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Anavil Brahmins

Anavil Brahmins

In the 17th and 18th century the city of Surat was the most important harbor in the Arabian Sea and the main port of the Moghul empire having a population of more than 200,000 inhabitants at the peak of its expansion, in the first half of the 18th century. The neighboring area was beside very fertile land and the whole coastal region was rich.

The Surat district was at the southern end of the Moghul empire and the Maratha were so to say constantly on the lurk to get hold of the riches of Surat.

As major part of their rule the Moghul princes established in every region, so called tax-farmers, who had to collect the land-taxes the cultivators paid to get protection against ?robbers? and invaders. The Moghul-bureaucracy chose for such a position, men (families) who owned much land in that area and who could command respect. These officials were called Desai (from desh). The emerging power and wealth of these dignitaries of central government, lies at the root of the major differentiation between the Desai and the non-Desai or Bhathela.

We know from historical records that the vast majority of the Desai appointed in the Surat district belonged to, what at that was officially designated, the Bhathela Desai community.

The Desai wee as said, responsible for a the collecting of land rent in different villages and so among the more than hundred villages were Anavil of Bhathela Brahmin lived about five villages became the residence of Desai families. These became the Sara-Gam; the good villages were Desai families lived next to non Desai, Bhathela and cultivators of a number of other communities, like Kanbi, Koli and the artisan caste. From this center, each Desai covered a number of surrounding villages to exact the land rent from cultivators.

The Desai villages like Palsana, kharsad Dihan, Untidy, Bhadeli, Puni, Gandevi, Chikhli, Vesma, Kaliawadi, Katargam, etc. were obviously at that time already bigger townships because the Desai families of course preferred to live in villages with better facilities.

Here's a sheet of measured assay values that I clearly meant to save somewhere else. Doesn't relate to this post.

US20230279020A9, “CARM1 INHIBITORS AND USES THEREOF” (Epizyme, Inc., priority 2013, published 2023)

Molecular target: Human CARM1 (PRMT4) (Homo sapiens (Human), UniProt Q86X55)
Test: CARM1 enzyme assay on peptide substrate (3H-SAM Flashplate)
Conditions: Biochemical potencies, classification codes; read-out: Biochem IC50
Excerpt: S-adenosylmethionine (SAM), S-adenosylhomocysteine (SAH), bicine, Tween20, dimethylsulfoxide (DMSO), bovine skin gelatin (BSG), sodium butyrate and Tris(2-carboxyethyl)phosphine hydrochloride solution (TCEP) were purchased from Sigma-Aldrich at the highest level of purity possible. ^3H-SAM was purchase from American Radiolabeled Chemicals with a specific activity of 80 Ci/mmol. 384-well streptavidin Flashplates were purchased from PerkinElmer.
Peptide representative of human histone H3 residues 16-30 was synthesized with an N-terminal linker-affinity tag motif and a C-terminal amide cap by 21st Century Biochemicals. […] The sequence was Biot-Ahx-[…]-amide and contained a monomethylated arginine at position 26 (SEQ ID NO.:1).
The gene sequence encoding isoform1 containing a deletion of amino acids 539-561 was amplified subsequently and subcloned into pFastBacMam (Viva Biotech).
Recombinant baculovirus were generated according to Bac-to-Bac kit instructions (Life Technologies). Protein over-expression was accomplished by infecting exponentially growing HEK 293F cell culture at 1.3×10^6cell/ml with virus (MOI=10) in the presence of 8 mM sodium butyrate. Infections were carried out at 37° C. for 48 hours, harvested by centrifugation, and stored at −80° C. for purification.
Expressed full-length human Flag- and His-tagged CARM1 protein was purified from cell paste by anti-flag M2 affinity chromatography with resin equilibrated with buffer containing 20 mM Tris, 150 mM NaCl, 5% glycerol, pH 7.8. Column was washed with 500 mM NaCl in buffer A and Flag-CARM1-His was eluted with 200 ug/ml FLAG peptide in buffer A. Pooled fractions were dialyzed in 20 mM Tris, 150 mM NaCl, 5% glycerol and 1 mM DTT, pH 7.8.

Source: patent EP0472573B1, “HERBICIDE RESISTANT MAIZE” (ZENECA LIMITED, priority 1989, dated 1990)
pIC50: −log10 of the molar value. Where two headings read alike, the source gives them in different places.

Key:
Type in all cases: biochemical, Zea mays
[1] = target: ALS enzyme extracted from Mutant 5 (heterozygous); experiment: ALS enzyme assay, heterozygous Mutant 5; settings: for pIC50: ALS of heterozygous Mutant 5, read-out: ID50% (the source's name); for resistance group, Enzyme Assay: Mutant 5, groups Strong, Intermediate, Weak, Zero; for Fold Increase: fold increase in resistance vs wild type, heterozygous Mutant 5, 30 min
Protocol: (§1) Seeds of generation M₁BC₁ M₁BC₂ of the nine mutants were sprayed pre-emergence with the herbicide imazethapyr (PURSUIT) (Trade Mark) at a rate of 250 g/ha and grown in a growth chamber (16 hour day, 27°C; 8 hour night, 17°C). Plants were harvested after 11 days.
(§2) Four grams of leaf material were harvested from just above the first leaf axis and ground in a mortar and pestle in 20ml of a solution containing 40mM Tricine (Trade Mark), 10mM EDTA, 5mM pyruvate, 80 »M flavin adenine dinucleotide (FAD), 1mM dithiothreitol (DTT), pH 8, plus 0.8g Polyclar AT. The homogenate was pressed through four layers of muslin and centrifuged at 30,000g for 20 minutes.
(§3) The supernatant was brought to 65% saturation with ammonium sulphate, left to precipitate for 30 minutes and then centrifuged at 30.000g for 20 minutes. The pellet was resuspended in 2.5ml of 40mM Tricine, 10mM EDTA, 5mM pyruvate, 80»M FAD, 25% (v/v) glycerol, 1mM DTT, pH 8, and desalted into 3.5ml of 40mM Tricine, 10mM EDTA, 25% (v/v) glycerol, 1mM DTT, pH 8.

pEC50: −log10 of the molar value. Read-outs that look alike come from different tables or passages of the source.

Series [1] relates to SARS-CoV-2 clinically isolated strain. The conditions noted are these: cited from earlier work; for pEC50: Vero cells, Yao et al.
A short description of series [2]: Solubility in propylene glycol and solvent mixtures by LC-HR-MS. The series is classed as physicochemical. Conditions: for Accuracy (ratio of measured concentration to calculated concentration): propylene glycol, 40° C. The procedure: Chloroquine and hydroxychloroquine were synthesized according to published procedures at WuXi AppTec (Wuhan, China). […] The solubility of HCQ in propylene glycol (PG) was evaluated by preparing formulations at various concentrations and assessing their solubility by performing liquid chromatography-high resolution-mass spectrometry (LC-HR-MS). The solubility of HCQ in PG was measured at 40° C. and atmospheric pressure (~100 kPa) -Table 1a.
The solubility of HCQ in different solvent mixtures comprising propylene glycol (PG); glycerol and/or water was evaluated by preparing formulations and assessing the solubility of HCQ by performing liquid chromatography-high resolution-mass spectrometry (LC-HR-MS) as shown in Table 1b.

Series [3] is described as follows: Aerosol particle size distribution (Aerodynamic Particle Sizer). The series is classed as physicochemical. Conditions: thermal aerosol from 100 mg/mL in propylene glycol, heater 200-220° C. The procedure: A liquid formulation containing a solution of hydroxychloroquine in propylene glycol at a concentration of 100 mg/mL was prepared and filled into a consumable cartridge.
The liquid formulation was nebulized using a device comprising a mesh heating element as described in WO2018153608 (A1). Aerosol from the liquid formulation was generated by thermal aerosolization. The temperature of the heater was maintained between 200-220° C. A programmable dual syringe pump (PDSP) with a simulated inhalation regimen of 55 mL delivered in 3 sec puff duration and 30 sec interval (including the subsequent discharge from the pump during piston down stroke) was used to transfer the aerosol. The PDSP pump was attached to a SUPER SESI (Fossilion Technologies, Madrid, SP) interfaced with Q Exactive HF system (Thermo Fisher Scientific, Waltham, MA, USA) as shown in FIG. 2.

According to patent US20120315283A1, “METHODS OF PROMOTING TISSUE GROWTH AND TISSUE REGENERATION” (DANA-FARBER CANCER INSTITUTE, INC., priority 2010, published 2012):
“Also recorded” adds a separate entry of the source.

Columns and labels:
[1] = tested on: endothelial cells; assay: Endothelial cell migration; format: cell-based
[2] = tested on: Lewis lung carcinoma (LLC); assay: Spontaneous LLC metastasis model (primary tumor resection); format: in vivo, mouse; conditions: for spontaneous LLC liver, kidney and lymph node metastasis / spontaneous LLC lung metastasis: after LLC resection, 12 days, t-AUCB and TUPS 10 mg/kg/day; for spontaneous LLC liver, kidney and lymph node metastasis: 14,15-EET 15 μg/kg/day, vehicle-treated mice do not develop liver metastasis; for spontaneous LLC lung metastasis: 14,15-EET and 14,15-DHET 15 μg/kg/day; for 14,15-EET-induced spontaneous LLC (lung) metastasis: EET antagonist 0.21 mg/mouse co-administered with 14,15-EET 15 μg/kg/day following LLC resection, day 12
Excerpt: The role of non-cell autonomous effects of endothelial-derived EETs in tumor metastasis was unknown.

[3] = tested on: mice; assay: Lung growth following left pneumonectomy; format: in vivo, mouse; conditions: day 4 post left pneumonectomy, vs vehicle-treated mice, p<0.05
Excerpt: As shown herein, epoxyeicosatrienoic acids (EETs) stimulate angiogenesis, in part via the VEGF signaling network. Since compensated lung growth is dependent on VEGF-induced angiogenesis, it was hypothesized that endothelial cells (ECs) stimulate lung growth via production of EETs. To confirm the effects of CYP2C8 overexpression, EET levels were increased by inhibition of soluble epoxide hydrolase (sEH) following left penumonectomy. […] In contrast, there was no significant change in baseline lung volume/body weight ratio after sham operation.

During the 18th century the local power of the Desai only increased because the central power of the Moghul?s came more and more under siege from side of the Maratha invasions as well as due to the ever expanding power of the British. The Desai became a sort of raja within their own domains and they were able to amass riches at the expense of the common Cultivators, Bhathela, Kanbi, Koli, etc.

Around 1815 the British established their direct colonial rule in certain parts of the Surat district while in other parts the Gaikwar of Baroda (a Maratha prince who had helped the British against the Moghul) remained in power.

In the British-ruled areas the system of land rent-collection was changed. The so called rayot ?wari ?system was introduced. Therein, the rayot (the cultivator paid land rent directly to the government and the role of the Desai was brought back to zero.

Around 1830 the British government agreed to pay a compensation for the loss of Desai-rights to all the families who prove that descended directly for Desai?s, who in the past had got official rights from the Moghuls. (In Surat district this concerned about 900 heads of household who claimed so called Desaigiri, of them 728 belonged to the then so-called, Bhathela Desai.

A number of important effects resulted from this development:

1.      The claims to a Desai- status were so to say frozen which made the difference between the Desai and the non-Desai official. Only someone who received Desai-giri descended from a real Desai at least in the British territories but similarly also in the Gaikwar areas.

2.      The Desai lost in the British territories their main source of income and power, while the tax-farming system was continued in the Gaikwar State until about 1875, when the then Gaikwar of Baroda was by the British replaced for the later famous Sayajirao. This meant that Desai in Gaikwar state could maintain their old lifestyle to a great extent. It is therefore not surprising that the highest of the highest Desai, the Pedhhiwala, resided in Gandevi, Palsana and Mahuva towns belonging to the Baroda-State.

3.      Another important effect of the inclusion in the British colonial state and economic influence was that, with the introduction n of the Railway Bombay-Baroda, impetus was given to agriculture as well as trade and new occupational opportunities.

Especially in the comparatively poorer non-Desai villages, the Bhathela took the opportunity to improve their economic position. They were less hampered by considerations of status than the Desai, when it came to making use of new occupational options. As Brahmans they as well as the Desai were also among the first to take advantage of new opportunities for education. They went in for ?nokri? in Railway, school teachers and as clerks (Mehta) in the British Government.

So while at the one hand the distinction between the Desai and non-Desai was bureaucratically ?officialized?, the economic developments made it more and more easy for non-Desai to attain economic importance, political influence and consequently to increase their demand for status. Especially in the villages near to railroad more and more, non-Desai aspired to be like the Desai.

One of the major ways to express publicly, that a family has attained a certain status was/is the arrangement and celebration of marriage. Like everywhere in the world it is also a way to improve one?s status.

There's more information in Wikipedia for Anavil Brahmins

Linked toDahyabhai Ranchhodji Desai; Bhikhabhai Lallubhai Naik

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